Recognizing the Armenian genocide: Beyond selective memory

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Photo: flickr/ MichaEli

Long overdue, Turkish recognition of the Armenian genocide is necessary not only for Turkey to face and confront its past, but also to potentially help sow the seeds of trust, understanding and peace between peoples who until the early 20th century shared a long history of co-existence.

The Turkish government's recent position on this issue is to recognize the tragedy, devastation and pain the deportations of Armenians have caused, but to claim that the Ottoman state's actions did not constitute "genocide" as there was "no deliberate, knowing and willing policy" on the part of the state to murder Armenians.

Whether the Ottoman/Turkish case is more nuanced or complicated than other cases such as the Jewish Holocaust, the political debate over the applicability of the term genocide is rather misguided as the U.N. Convention on Genocide has a very comprehensive definition that goes beyond planned and deliberate physical annihilation of a group. The U.N. Convention does not restrict the meaning of genocide merely to killing of members of a national, ethnical, racial or religious group. It also includes deliberate inflicting of conditions of life causing physical destruction in whole or in part; causing serious bodily or mental harm to members of the group; forcibly transferring the children of the group to another group; and imposing measures to prevent births within the group.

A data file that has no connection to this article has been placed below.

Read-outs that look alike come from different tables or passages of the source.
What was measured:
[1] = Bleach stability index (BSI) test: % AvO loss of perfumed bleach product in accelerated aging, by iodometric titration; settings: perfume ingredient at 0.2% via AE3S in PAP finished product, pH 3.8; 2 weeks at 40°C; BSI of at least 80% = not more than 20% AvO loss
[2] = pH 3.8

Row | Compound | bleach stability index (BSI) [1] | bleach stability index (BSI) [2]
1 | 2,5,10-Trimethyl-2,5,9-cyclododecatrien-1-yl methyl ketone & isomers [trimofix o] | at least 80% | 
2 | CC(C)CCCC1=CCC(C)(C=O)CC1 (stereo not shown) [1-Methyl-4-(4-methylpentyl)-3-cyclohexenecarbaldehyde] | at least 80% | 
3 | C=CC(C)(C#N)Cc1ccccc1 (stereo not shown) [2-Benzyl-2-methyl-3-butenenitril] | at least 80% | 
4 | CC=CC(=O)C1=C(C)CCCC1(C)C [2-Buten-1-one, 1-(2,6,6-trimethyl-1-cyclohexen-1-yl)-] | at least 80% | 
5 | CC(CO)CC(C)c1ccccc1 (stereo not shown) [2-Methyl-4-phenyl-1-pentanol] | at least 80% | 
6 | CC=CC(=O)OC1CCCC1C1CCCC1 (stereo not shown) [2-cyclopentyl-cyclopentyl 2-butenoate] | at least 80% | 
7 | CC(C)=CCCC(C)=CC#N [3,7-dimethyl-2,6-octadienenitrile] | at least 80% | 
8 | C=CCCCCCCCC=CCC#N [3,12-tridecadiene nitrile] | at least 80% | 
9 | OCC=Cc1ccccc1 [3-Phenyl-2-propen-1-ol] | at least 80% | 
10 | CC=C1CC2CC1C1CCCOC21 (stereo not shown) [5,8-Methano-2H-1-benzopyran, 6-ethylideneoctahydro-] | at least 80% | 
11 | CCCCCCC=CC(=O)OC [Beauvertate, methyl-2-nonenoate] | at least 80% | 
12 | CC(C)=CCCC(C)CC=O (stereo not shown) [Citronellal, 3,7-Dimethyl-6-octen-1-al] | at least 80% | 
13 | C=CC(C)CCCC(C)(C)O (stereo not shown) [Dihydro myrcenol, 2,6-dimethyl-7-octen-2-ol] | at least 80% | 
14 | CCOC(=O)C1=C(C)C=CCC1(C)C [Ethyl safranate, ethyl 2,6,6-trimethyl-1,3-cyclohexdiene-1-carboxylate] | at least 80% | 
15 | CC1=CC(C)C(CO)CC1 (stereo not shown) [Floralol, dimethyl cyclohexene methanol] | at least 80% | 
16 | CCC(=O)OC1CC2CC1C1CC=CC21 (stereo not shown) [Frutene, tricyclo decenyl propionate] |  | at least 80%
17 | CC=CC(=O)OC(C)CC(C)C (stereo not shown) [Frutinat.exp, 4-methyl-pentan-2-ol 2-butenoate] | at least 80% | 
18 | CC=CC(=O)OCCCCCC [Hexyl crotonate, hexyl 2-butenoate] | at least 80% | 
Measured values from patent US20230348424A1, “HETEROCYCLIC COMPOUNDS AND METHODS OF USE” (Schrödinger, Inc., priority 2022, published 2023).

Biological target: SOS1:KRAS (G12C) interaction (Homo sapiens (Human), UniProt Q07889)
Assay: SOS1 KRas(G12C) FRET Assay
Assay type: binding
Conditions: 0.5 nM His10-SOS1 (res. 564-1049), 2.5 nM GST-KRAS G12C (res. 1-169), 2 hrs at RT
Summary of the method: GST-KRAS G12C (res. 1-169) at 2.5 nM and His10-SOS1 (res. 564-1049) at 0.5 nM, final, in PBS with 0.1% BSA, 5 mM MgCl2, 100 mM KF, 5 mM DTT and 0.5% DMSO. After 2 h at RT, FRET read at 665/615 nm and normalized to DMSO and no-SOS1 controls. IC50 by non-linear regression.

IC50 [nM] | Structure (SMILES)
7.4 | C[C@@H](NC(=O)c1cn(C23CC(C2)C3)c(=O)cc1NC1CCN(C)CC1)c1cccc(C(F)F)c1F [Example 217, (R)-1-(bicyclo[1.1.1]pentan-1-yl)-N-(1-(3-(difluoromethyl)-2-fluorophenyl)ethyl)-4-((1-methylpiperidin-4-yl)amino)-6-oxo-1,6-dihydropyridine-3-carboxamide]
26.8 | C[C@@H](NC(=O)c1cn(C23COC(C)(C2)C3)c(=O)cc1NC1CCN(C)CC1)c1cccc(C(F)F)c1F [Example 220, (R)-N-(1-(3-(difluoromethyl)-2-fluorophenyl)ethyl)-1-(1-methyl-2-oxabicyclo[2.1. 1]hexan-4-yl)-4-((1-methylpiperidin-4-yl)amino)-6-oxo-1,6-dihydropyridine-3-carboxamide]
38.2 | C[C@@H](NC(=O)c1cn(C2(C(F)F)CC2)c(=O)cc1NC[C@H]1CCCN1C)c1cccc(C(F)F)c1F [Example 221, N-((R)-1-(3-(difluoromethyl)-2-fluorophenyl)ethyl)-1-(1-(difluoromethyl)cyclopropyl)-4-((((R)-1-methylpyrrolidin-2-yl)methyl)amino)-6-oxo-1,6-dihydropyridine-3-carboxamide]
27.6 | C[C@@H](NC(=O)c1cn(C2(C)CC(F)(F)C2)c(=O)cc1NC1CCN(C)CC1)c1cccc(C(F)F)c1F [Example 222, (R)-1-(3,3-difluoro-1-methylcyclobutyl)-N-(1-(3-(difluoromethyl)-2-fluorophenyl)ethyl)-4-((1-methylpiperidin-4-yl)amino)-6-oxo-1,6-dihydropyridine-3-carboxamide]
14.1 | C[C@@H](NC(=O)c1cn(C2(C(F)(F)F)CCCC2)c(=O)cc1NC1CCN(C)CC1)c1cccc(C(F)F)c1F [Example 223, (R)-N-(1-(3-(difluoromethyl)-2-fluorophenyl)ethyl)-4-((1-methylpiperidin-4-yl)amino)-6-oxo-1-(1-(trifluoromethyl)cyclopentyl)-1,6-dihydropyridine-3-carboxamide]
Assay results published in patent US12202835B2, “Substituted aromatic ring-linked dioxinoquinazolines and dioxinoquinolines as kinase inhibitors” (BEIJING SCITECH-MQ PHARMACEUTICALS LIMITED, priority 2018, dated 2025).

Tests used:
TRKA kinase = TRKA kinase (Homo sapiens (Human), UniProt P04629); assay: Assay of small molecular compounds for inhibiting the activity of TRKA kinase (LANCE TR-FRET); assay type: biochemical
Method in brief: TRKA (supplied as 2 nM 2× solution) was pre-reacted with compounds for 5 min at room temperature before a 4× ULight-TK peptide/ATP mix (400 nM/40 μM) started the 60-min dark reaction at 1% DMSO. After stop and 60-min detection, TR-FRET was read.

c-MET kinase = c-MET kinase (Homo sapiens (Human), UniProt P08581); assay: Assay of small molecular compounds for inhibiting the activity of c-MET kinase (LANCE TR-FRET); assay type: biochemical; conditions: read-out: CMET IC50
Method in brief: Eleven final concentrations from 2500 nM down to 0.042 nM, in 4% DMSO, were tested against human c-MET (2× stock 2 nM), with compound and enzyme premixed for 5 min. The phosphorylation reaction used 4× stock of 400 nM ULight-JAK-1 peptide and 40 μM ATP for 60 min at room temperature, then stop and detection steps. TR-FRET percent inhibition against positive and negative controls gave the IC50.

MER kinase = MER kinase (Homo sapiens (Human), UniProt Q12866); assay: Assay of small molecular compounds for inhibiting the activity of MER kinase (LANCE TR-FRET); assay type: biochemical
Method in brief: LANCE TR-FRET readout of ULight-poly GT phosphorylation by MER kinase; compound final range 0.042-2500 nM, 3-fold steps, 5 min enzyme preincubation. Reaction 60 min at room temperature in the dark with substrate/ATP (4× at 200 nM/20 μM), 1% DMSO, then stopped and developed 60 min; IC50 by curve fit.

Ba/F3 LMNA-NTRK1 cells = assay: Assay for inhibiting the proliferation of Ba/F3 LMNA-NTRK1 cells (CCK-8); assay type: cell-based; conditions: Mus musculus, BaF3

A debate over naming the Armenian tragedy is rather futile when the definition of the U.N. Convention on Genocide is used. The result of the Armenian deportations was mass dispossession, hunger, rapes and death for many. The Armenian population of Anatolia was reduced from 1.5-2 million earlier in the 20th century to less than 300,000 by 1921.

Non-recognition makes the 100th anniversary of the Armenian Genocide feel especially painful for Armenians. Non-recognition turns the mourning over the loss of lives, homes, land and culture into a wound that bleeds forever, and would not heal.

Some Turkish people -- still a minority -- have started to "open their hearts" and share the pain. Hrant Dink, an Armenian journalist in Turkey, contributed enormously to raising awareness of the issue in Turkish society. When he was assassinated in 2007, tens of thousands of people in Istanbul marched in Istanbul to mourn and to protest, bearing signs of solidarity "we are all Armenians." After his death, his legacy and influence remains in Turkey.